Beeler added that Shaw has not made the criminal file, which presumably would include the results of any testing on behalf of law enforcement agencies, available. However, he noted that Shaw was quoted in the press last month as saying that "he and others would be interested in learning the results of any new forensic tests performed on the remains."

"We're all here about getting to the truth," he concluded.

The Plaintiff's Side

Bill Rambicure, an attorney for Double "D" Ranch, stated that there was a simple answer as to why his client had not agreed to the exhumation: "They haven't met the burden of showing the need.

"My understanding is that samples were taken almost daily from July 2 (2003) to July 17 and were provided to the Kentucky State Police," he said. "They had all that and had the forelegs of the horse buried the next day (Kiss Me). We believe they had all they needed for testing."

He agreed that neither plaintiff nor defendant had seen any results of tests on the samples, but that some samples had been sent by the police to Cornell University for testing. He added that the samples should still be available. "Have we tried to get them? Before we exhume this horse, we should be going that route," said Rambicure.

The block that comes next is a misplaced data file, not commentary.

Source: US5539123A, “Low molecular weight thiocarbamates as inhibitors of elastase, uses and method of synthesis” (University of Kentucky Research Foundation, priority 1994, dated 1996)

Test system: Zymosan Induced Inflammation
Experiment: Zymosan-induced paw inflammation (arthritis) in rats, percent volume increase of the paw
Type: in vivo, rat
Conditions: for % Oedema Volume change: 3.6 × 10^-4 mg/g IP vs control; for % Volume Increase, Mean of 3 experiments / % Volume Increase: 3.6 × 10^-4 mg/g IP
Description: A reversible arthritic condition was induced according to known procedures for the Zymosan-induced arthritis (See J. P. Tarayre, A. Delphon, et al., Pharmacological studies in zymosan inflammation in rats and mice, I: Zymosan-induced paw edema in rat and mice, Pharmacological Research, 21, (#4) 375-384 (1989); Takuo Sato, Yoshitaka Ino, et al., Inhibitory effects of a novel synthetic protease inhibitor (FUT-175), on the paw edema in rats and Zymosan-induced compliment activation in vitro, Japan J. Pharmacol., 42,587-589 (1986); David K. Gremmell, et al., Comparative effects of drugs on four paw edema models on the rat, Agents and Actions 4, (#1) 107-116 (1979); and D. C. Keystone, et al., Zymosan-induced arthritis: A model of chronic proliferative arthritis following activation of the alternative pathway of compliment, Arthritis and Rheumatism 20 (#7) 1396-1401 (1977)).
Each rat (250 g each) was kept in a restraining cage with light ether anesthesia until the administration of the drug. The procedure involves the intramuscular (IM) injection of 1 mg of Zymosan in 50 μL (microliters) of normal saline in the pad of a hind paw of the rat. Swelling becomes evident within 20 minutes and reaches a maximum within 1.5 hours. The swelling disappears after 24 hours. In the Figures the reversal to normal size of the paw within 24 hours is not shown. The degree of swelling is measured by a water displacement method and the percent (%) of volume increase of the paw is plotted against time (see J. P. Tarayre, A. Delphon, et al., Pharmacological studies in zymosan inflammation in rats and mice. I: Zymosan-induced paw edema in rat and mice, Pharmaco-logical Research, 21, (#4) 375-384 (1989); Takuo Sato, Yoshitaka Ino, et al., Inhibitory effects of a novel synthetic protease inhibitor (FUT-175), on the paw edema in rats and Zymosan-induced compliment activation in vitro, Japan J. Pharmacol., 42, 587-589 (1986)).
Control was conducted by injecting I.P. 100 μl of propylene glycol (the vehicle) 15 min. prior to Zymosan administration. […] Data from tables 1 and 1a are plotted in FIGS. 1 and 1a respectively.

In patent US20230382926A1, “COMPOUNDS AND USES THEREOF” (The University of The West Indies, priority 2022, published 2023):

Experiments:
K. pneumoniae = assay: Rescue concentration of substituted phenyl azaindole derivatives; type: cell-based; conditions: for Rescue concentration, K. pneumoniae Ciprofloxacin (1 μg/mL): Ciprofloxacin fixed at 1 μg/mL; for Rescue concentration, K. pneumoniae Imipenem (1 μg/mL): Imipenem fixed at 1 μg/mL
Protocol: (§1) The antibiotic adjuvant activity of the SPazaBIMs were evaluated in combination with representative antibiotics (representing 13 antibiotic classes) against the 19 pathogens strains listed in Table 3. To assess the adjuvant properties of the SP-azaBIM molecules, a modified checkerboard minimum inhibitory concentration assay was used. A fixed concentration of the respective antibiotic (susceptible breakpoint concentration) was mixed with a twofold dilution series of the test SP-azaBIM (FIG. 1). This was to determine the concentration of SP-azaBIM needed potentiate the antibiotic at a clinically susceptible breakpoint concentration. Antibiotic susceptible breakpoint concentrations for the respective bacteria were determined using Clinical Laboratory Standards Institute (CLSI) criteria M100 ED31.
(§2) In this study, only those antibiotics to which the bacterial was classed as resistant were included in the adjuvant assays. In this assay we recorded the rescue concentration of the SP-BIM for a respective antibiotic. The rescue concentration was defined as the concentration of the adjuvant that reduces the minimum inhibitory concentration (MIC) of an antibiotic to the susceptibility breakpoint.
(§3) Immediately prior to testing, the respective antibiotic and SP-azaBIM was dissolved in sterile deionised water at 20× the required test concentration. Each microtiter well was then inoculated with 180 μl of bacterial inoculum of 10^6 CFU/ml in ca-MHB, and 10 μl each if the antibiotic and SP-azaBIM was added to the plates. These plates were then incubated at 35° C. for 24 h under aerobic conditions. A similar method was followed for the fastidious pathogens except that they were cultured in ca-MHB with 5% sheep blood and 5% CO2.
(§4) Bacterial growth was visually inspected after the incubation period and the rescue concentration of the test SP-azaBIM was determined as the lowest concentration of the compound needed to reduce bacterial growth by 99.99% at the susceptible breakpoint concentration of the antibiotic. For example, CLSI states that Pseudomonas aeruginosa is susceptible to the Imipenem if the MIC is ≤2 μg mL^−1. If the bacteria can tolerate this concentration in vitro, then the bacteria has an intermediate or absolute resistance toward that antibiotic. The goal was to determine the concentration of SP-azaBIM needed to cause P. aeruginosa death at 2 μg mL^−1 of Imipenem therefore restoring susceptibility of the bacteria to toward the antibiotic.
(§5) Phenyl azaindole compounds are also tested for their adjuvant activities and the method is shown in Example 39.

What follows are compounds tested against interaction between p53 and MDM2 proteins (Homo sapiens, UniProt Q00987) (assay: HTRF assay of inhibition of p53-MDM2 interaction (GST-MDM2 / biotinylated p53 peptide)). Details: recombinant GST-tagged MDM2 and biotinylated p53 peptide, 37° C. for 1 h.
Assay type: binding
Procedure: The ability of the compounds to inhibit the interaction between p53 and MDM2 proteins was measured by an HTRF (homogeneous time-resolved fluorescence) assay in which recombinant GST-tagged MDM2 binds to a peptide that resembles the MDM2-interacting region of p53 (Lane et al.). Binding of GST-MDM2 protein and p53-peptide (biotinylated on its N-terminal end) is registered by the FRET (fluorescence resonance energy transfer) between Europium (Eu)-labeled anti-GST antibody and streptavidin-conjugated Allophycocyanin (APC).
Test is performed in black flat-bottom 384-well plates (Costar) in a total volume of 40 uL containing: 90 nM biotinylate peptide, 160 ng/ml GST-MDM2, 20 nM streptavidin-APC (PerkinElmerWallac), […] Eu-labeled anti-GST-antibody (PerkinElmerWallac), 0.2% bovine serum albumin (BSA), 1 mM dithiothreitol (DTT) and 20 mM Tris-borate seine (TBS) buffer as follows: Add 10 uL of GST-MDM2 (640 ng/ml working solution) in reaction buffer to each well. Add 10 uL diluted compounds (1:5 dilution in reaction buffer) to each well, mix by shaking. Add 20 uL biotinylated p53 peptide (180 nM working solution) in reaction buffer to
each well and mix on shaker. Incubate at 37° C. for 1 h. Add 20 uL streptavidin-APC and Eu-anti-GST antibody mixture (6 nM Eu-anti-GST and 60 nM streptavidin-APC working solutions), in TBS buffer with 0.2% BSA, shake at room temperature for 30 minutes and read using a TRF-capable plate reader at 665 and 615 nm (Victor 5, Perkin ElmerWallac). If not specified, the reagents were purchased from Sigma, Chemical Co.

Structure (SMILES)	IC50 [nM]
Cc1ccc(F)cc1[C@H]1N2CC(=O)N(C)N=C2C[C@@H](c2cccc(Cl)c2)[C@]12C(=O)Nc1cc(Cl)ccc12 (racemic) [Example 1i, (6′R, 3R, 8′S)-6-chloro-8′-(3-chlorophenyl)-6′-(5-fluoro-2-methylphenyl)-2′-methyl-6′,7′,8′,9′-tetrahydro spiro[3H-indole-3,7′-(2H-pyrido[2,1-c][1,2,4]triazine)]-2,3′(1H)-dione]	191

He also stated that Wicked's remains were the property of the insurance company that paid the Jacksons on his policy, and thus the Jacksons have no claim to rights on his remains. He added that neither the insurance company nor the Kentucky State Police had asked for an autopsy, so, "We must believe that they have all they need."

Another issue mentioned was media coverage of the intent to file the motion for exhumation nearly a month before it was actually filed. Rambicure said that on June 7, he asked the defendant's counsel what information would be gleaned from exhumation. "We got no response, then they go to the press with the intent to file the motion. Are there any vets here saying there's information to be gained? If they have that, we might change our position."

The Judge's Position

In dealing with the issue of who actually retains ownership of Wicked's remains, Beeler stated that the insurance company assigned all rights back to the Jacksons; Hood said, "Then that takes care of that issue."